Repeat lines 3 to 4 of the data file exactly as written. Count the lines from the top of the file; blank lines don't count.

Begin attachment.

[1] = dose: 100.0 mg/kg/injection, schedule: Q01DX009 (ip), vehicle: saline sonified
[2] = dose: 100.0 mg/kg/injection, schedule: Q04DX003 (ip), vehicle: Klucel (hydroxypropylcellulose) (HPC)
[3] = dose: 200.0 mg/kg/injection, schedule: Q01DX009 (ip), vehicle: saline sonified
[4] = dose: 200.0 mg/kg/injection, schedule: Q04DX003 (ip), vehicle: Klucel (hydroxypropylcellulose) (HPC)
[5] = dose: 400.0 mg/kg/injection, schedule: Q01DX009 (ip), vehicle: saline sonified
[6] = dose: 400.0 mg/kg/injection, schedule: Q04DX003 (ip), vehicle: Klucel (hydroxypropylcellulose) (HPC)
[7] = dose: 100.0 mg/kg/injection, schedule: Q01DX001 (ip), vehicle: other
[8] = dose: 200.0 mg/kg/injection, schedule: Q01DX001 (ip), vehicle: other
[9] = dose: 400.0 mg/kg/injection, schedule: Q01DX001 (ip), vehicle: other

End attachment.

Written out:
[3] = dose: 200.0 mg/kg/injection, schedule: Q01DX009 (ip), vehicle: saline sonified
[4] = dose: 200.0 mg/kg/injection, schedule: Q04DX003 (ip), vehicle: Klucel (hydroxypropylcellulose) (HPC)